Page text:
The town I grew up in has a population of about five thousand people, so is probably more of a quaint little village than a town. But we will give it some credit and call it a town for the purpose of this article. In the town, you have the necessities: a general food store, a coffee shop and a hairdresser, but that is about it. Growing up I hated living in a small town as there was nothing to do and everyone knew everyone and constantly wanted to stop and chat rubbish to you whenever they saw you. However, as I have grown up I have come to love it; particularly at Christmas time. At Christmas time my town turns into a scene from inside a snow globe. When you look into the snow globe you can just feel the happiness and community spirit just oozing out. To be able to feel and experience that is real life is truly magical and a rarity in society these days.
The Christmas tree itself is the first highlight of my small town at Christmas. They put a classic Christmas spruce up and put it right in the middle of the town square for all to see from the beginning of December. It is decorated with bright yellow lights and locals often hang handmade baubles on it, which gives it a unique feel every year. This tree is also the focal point for the best part of Christmas in my small town the Christmas market.
Our quaint little town's Christmas market is more of a cosy and intimate affair than the sales events you may find in larger cities (yes, I'm looking at you London). The market comprises of gifts (usually Christmas-themed, like baubles), games (like tombola) and food and beverage stalls. However, unlike the larger corporate Christmas markets, these are all run by local businesses or children raising money for schools and activity clubs. We have a local wine shop that offers the best-mulled wine and sets that cinnamon aroma for the evening; along with the pine scents from the Christmas tree of course. There is also normally a raffle or general games stall hosted by the local boys' football club, which is always a laugh for all ages. The baubles, and personalised decorations you can buy tend to be either child or business handmade so you know you are getting something truly unique. It truly is a unique and cosy atmosphere wrapped up in the spirit of Christmas. The start on top of this already thriving Christmas tree has to be the Christmas tree festival at the church.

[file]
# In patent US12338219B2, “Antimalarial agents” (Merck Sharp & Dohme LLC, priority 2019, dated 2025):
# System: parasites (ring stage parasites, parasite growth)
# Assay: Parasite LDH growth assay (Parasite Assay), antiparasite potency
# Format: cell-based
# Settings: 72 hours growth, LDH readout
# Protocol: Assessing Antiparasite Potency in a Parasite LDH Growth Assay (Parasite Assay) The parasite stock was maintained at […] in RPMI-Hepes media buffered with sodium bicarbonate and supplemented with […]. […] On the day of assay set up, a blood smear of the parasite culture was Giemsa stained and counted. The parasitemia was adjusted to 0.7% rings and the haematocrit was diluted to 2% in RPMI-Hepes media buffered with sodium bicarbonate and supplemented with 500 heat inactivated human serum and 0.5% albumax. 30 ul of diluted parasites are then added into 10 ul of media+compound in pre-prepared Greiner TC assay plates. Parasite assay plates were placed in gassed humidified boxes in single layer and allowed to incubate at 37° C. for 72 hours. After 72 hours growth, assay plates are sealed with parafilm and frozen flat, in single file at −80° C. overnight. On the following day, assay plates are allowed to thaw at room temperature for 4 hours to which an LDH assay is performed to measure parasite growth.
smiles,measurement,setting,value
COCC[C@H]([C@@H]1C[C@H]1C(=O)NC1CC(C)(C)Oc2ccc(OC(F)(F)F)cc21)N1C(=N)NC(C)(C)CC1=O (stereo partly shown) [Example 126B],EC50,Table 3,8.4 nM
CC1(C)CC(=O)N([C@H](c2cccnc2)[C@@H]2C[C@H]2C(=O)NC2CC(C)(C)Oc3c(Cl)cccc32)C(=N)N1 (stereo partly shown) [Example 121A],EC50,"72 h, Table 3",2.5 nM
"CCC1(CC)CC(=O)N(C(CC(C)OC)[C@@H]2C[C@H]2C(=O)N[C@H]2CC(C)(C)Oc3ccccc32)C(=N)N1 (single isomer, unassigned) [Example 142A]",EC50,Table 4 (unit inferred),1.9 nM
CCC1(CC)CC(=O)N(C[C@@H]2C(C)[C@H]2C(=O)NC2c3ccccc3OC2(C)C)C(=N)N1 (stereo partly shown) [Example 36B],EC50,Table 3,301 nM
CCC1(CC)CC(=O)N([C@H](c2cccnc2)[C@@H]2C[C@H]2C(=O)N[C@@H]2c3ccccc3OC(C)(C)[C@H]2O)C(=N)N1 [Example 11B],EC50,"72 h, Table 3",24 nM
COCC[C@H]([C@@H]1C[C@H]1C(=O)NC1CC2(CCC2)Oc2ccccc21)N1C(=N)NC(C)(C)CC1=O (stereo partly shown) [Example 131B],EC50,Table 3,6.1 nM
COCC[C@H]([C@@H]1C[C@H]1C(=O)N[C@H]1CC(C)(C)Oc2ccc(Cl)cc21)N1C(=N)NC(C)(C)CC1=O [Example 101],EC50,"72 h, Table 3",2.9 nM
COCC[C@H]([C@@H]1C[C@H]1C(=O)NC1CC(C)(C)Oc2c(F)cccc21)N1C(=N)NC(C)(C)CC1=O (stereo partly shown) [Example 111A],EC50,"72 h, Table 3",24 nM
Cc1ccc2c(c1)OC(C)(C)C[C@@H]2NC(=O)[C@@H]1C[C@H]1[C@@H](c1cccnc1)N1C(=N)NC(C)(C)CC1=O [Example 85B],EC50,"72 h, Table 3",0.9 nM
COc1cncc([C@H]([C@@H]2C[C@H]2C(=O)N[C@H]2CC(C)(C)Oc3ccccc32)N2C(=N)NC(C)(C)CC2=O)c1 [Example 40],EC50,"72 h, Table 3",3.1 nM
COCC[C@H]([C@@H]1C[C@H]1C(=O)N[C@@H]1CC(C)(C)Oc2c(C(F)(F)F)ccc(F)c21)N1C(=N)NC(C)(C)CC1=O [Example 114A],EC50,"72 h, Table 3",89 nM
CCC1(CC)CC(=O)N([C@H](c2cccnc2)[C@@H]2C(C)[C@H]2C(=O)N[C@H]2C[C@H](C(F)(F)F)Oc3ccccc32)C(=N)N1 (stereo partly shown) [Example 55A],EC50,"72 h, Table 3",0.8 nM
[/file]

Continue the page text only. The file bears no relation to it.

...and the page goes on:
It wasn't until I started university and spoke to people from larger cities that I realised how strange having a Christmas tree festival in a church was; the same night as the Christmas market none of the less. My town and the neighbour's similar-sized town have always had one so this is very much the classic tale of the small-town girl not knowing any different. What happens is various businesses, schools and clubs from my town decorate a Christmas tree with a theme. This can be anything from Minions (yes the Despicable Me ones) to traditional Christmas ornaments to horses. The trees are then numbers and a couple of sentences about the theme and why it has been selected are put on a plaque in front of them. There are normally about thirty trees like this in the church. Then on Christmas market night, you pay one pound (yes, inflation still hasn't entirely caught up with this one yet) and you get to enter the church and look at the trees for as long as you like. You are then given a piece of paper to write your favourite tree on. The winners of the best tree get a gift hamper at the end of the night when the Christmas market closes. Ending the sweet little market with a festive tradition.
I hope now you understand the hype of small-town Christmas and that it isn't just as the Christmas movies show, people doing the same thing every year until the big city slicker comes in and ruins everything and falls in love with the local lumberjack. Christmas in a small town is a fun, intimate and celebratory time not only for Christmas but for the town and its residents. I strongly urge you this Christmas to find your local small town and pay a visit on Christmas market night, as it won't disappoint.